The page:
Senator Bernie Sanders (l-Vt.) won big in the Washington State Democratic caucuses Saturday, March 26, receiving 72.7 percent of the vote, according to the Associated Press.
Sanders also secured victories in Alaska and Hawaii on the same day, inching closer to Democratic party front-runner Hillary Clinton’s lead for the nomination.
After earning 55 delegates during Saturday’s caucus, Sanders’ pledged delegate count is up to 980, compared to Clinton’s 20 delegates won and total of 1,243 delegates. Add in the Democratic Party leaders who have yet to pledge support for a candidate and the totals come to Clinton with 1,712 delegates and Sanders with 1,004 delegates, with 2,383 delegates needed to win the nomination.
A pledged delegate is legally required to vote for a candidate once they have made their decision. The delegates yet to pledge, referred to as superdelegates, can say who they plan to vote for, but are allowed to change their minds before they vote. Clinton has 469 superdelegates compared to Sanders’ 31.
Western Junior Sasa Vukovic went to the caucus held at Sehome High School. Vukovic said at least 1,000 people crammed into the cafeteria to have their voices heard and votes counted. Vukovic sides with Sanders because he said his message has been consistent for 40 years.
“Since he started in the House of Representatives, [Sanders] has been talking a lot about income and equality, such as the rich getting richer and the middle class dissipating,” Vukovic said.
Vukovic said that he was in favor of Sanders’ policies, including his stance for LGBT rights and against gross military spending, that have remained true since the 80’s.
Vukovic said this was his first time attending a presidential primary event and he was voted by his peers to be an alternate delegate. This means Vukovic would replace a delegate if they are not able to cast their vote at the next primary.
Junior Rosa Tobin caucused for Clinton in Walla Walla, despite knowing her state would likely go with Sanders. Tobin said her precinct of about 30 people still managed to snag a delegate away from Sanders.
“As a young person, a millennial and a woman, I wanted to show that this demographic supports her too,” Tobin said. “It’s cool to be sitting next to 70-year-old women who have been supporting women’s rights for so long. It makes me feel like I’m on the right side of this.”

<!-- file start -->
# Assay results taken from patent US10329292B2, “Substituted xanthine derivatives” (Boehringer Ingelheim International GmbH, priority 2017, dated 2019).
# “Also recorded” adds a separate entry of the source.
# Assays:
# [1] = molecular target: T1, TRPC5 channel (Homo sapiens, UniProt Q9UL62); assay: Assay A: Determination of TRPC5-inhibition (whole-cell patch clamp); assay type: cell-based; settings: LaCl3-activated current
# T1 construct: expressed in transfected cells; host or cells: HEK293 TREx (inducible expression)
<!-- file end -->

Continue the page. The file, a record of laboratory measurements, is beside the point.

Tobin said that being a Clinton supporter at Western has led to some awkward encounters with those that side with Sanders.
“Sometimes, people will assume since I’m a Democrat, I’m voting for Bernie,” Tobin said. “It was weird the first few times it happened. It feels like they expect me to have to defend myself.”
Junior Heide Davis, a Sanders proponent, attended a caucus in her hometown of Vancouver. Davis said the crowd of 500 appeared to be “40-and-up and white,” which surprised her as she felt most of Sanders’ supporters were college students.
Davis convinced her 63-year-old mother to come and caucus with her for the first time.
Junior Taylor Crowell was in New York over spring break and couldn’t attend his precinct’s caucus.
However, before he left, Crowell filled out an absentee form which allowed him to participate. Crowell said he encouraged his friends to fill one out if they were going out of town too.
Crowell said that Sanders’ wins could be a turning point for his campaign because it shows his campaign can still challenge Clinton’s.
Wisconsin, Wyoming and Clinton’s home state of New York will be the next three states to award delegates to the candidates.
Washington State’s 44 Republican delegates will be awarded in the GOP primary held May 24.